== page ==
George N. Green

MUSE, VANCE (1890–1950). Vance Muse, business executive and lobbyist, son of Henry and Henrietta (Harris) Muse, was born at Moran, Texas, on January 6, 1890. After completing his education in the Cleburne public schools he worked in a variety of jobs in Fort Worth and West Texas, including service as a Fort Worth Chamber of Commerce executive from 1917 to 1919. During this time he also became involved in numerous conservative organizations. His association with Texas lumberman John Henry Kirby resulted in Muse's support for higher tariffs. Muse, with his sister Ida Darden, also worked with Kirby and other businessmen to raise money to fight the Adamson Act of 1916, which gave railroad workers an eight-hour day, and to oppose the business-reform legislation of fellow Democrat Woodrow Wilson. In the 1920s Muse, Kirby, and others lobbied for instituting a national sales tax and for eliminating gift taxes. From 1926 to 1933 Muse served as the leader of a national group that sponsored the Mellon Plan of taxation, an attempt to prohibit Congress from taxing individual incomes in excess of 25 percent. Efforts at raising taxes were highly controversial. In 1934 Muse and Kirby organized the Southern Committee to Uphold the Constitution, financed mostly by the DuPonts and other northern industrial interests, in an effort to prevent Franklin D. Roosevelt's reelection. Two years later Muse was the leading organizer of Christian Americans, a group he formed to combat what he perceived as radicalism and subversive influences throughout the country. He believed that organized labor in the United States was the source of much communistic influence, and thus he led Christian Americans to support the antiunion movement. During and shortly after World War II, when laws to regulate and curb unions were passed in Texas and other southern states, Muse was a leading lobbyist in this effort. The Christian Americans worked for passage of right-to-work laws in sixteen states; the group's lobbying efforts were investigated by the Texas legislature in 1945, but the organization was cleared of all charges of misconduct. Muse died on October 15, 1950, at his Houston home, where his efforts with the Christian Americans had originated. At the time of his death he was working on a right-to-work amendment to the federal Constitution. He is buried in Fort Worth. He was survived by his wife, Marie (Buckingham), whom he married on November 6, 1912, and two sons.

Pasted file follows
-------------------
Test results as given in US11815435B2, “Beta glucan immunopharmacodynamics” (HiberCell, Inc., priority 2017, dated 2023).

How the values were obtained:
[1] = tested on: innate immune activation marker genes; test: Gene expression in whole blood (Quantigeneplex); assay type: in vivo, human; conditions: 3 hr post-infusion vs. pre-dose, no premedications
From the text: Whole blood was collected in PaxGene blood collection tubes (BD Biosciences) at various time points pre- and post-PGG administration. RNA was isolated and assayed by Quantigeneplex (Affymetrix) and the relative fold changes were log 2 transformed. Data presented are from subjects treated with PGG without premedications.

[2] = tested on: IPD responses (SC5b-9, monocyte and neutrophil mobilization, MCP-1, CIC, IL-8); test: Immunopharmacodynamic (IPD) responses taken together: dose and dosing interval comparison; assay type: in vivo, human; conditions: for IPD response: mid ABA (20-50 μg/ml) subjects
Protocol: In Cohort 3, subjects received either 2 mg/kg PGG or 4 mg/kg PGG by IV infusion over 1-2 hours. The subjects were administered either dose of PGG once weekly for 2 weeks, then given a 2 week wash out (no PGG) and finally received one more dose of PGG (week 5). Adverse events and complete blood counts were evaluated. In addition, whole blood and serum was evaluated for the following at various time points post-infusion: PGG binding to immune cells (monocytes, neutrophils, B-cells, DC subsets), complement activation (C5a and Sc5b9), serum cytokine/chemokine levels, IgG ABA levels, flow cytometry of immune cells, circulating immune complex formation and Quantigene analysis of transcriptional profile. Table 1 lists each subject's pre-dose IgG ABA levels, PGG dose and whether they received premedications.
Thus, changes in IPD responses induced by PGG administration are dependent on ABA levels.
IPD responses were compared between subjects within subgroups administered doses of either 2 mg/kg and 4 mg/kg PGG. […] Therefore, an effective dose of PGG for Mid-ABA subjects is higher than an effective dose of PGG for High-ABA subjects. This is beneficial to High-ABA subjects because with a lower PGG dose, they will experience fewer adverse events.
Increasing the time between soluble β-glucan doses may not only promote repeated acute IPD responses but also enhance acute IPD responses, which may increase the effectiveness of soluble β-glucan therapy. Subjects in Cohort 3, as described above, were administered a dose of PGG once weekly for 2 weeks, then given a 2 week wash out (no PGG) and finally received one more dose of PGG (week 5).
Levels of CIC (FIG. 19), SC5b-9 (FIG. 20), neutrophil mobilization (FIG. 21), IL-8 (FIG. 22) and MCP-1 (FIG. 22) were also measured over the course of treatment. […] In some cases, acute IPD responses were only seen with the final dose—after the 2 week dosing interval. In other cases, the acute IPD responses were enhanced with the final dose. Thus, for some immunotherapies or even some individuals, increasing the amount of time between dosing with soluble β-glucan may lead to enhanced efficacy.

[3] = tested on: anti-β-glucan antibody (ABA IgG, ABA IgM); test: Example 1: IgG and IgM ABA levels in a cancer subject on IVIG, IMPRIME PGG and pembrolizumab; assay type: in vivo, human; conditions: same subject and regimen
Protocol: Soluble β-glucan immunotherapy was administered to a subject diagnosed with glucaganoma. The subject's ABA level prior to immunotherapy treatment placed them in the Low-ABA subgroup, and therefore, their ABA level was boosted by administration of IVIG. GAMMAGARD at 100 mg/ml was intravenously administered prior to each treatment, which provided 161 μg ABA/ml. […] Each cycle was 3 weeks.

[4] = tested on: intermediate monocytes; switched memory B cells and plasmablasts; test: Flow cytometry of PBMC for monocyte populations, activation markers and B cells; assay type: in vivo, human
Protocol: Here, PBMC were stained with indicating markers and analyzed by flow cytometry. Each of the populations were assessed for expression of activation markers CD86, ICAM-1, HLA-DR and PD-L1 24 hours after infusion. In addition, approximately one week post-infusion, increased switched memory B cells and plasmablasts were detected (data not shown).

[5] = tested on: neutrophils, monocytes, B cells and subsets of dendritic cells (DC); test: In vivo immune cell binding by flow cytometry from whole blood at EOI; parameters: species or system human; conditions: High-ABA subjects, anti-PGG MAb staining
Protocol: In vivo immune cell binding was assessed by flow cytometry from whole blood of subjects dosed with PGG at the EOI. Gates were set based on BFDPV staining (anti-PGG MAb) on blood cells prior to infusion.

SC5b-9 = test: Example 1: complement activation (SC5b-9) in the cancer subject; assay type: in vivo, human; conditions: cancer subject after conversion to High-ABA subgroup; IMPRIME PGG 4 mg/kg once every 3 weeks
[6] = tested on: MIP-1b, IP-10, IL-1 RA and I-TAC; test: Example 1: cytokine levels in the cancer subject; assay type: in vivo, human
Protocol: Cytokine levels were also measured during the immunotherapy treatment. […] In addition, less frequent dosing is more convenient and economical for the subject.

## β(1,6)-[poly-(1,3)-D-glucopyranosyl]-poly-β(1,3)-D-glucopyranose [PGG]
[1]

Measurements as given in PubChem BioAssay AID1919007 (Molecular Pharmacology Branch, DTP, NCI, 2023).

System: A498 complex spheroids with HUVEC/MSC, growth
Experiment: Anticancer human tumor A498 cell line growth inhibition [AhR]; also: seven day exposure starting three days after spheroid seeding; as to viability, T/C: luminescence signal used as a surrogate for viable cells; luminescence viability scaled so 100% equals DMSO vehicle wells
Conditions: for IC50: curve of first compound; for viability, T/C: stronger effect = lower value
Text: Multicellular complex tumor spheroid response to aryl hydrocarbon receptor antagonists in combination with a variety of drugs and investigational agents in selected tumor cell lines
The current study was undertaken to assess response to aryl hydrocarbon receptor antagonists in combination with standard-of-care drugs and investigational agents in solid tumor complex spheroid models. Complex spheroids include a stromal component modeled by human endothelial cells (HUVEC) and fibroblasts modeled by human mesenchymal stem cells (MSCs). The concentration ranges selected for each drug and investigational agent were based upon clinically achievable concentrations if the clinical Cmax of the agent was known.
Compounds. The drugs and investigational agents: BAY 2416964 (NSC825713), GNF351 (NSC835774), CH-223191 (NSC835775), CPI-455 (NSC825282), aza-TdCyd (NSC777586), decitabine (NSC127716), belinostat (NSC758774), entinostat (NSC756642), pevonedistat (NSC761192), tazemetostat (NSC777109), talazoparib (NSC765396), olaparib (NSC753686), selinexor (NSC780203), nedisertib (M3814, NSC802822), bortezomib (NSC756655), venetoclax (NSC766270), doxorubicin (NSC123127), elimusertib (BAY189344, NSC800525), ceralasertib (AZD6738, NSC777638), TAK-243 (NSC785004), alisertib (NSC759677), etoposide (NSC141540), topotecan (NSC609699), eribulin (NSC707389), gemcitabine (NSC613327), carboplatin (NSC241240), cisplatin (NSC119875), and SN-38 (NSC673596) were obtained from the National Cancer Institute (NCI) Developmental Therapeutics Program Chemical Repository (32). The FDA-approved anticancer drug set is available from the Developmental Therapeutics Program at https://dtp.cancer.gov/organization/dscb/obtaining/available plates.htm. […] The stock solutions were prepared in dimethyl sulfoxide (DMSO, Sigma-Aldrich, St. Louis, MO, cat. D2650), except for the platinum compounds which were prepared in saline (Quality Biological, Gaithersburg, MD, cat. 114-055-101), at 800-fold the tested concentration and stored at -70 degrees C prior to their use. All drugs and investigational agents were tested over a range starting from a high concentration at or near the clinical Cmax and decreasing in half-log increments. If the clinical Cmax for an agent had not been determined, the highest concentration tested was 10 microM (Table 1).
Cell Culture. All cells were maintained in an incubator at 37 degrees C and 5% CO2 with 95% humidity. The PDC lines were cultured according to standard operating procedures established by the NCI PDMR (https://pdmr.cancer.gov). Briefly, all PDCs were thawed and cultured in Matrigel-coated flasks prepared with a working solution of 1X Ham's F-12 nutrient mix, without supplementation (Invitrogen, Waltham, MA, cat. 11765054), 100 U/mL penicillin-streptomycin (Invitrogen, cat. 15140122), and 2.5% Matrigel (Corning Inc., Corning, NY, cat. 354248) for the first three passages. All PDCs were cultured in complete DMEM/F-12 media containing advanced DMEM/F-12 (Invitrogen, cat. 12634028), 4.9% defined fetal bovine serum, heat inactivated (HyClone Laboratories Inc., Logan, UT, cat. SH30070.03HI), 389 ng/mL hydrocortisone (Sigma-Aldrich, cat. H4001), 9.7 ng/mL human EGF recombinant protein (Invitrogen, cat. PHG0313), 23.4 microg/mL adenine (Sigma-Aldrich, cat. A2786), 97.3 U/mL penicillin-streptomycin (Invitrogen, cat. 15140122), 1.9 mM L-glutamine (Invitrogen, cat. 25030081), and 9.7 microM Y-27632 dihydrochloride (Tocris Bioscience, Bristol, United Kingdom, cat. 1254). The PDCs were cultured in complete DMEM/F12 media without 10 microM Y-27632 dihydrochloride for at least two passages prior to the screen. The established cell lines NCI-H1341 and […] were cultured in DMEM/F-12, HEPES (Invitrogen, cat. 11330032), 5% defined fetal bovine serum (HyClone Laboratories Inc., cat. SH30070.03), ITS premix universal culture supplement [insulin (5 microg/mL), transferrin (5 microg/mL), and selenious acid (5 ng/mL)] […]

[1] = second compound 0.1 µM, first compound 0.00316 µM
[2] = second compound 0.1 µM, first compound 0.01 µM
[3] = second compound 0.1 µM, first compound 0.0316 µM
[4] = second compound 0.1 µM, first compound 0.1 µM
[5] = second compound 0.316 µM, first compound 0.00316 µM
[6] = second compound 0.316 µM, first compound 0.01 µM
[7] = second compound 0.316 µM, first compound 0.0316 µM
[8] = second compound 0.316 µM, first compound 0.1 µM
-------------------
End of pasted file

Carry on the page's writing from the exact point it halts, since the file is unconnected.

George N. Green, The Establishment in Texas Politics (Westport, Connecticut: Greenwood, 1979). Houston Post, October 17, 1950. Who's Who in America, 1950–51.

Image Use Disclaimer

All copyrighted materials included within the Handbook of Texas Online are in accordance with Title 17 U.S.C. Section 107 related to Copyright and “Fair Use” for Non-Profit educational institutions, which permits the Texas State Historical Association (TSHA), to utilize copyrighted materials to further scholarship, education, and inform the public. The TSHA makes every effort to conform to the principles of fair use and to comply with copyright law.

For more information go to:

If you wish to use copyrighted material from this site for purposes of your own that go beyond fair use, you must obtain permission from the copyright owner.


The following, adapted from the Chicago Manual of Style, 15th edition, is the preferred citation for this article.

Handbook of Texas Online, George N. Green, "MUSE, VANCE," accessed January 27, 2020,

Uploaded on June 15, 2010. Published by the Texas State Historical Association.
visit the mytsha forums to participate

View these posts and more when you register your free MyTSHA account.

Call for Papers: Texas Center for Working-Class Studies Events, Symposia, and Workshops
Hi all! You may be interested in this call for papers I received from the Texas Center for Working-Class Studies at Collin College...

Katy Jennings' Ride Scholarly Research Request
I'm doing research on Catherine Jennings Lockwood, specifically the incident known as "Katy Jennings' Ride." Her father was Gordon C. Jennings, the oldest man to die at the Alamo...

Texas Constitution of 1836 Co-Author- Elisha Pease? Ask a Historian
The TSHA profile of Elisha Marshall Pease states that he wrote part of the Texas Constitution although he was only a 24 year-old assistant secretary (not elected). I cannot find any other mention of this authorship work by Pease in other credible research about the credited Constution authors...